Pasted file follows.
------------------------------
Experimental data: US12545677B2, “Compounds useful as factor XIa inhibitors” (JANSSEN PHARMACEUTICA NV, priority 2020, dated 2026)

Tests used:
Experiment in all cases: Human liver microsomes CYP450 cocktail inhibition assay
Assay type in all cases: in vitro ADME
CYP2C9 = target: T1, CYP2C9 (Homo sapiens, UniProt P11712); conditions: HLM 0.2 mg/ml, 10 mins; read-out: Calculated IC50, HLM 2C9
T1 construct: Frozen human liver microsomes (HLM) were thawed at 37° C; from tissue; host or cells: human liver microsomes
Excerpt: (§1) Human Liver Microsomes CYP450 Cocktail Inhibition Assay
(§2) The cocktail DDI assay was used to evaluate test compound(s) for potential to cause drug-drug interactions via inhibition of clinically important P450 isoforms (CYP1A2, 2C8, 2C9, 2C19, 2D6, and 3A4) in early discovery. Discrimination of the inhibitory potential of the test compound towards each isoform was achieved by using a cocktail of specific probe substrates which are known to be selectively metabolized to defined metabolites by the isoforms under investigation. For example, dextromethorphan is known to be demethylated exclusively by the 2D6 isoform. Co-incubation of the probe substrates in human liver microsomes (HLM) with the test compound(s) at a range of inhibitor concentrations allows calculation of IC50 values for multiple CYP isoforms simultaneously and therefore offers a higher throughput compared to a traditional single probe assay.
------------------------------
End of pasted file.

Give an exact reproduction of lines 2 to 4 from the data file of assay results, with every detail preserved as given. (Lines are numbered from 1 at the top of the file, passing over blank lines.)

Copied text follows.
Tests used:
Experiment in all cases: Human liver microsomes CYP450 cocktail inhibition assay
Assay type in all cases: in vitro ADME